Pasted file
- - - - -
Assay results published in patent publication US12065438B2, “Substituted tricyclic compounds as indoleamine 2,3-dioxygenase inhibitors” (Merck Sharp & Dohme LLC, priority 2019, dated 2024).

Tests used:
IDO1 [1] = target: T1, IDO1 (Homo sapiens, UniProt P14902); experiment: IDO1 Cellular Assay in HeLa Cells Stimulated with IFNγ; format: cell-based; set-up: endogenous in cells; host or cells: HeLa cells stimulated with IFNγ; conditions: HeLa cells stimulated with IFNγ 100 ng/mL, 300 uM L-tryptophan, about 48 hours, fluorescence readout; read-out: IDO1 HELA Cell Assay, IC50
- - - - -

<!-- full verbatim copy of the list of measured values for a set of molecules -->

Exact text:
Assay results published in patent publication US12065438B2, “Substituted tricyclic compounds as indoleamine 2,3-dioxygenase inhibitors” (Merck Sharp & Dohme LLC, priority 2019, dated 2024).

Tests used:
IDO1 [1] = target: T1, IDO1 (Homo sapiens, UniProt P14902); experiment: IDO1 Cellular Assay in HeLa Cells Stimulated with IFNγ; format: cell-based; set-up: endogenous in cells; host or cells: HeLa cells stimulated with IFNγ; conditions: HeLa cells stimulated with IFNγ 100 ng/mL, 300 uM L-tryptophan, about 48 hours, fluorescence readout; read-out: IDO1 HELA Cell Assay, IC50